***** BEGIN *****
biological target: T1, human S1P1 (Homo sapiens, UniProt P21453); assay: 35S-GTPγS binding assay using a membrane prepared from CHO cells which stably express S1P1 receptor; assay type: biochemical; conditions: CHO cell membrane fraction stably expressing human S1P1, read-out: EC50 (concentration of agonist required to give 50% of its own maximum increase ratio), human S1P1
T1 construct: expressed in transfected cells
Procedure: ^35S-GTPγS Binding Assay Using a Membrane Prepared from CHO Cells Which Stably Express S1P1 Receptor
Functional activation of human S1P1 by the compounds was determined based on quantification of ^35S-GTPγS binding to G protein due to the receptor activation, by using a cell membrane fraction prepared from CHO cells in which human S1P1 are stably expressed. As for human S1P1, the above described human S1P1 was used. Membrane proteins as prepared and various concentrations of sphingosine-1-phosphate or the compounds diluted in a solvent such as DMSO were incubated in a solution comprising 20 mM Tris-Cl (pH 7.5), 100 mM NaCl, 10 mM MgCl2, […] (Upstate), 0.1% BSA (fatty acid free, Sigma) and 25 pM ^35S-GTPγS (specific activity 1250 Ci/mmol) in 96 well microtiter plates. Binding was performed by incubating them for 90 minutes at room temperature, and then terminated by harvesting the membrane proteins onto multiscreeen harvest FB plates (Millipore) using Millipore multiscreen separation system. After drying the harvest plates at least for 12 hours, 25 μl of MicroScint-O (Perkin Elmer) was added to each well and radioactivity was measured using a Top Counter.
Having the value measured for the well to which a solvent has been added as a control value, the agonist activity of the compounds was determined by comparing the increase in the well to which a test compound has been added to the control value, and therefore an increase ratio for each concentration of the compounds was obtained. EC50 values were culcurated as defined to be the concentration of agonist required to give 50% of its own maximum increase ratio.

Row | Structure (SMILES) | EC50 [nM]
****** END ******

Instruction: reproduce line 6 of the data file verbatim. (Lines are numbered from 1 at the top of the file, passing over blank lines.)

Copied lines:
Row | Structure (SMILES) | EC50 [nM]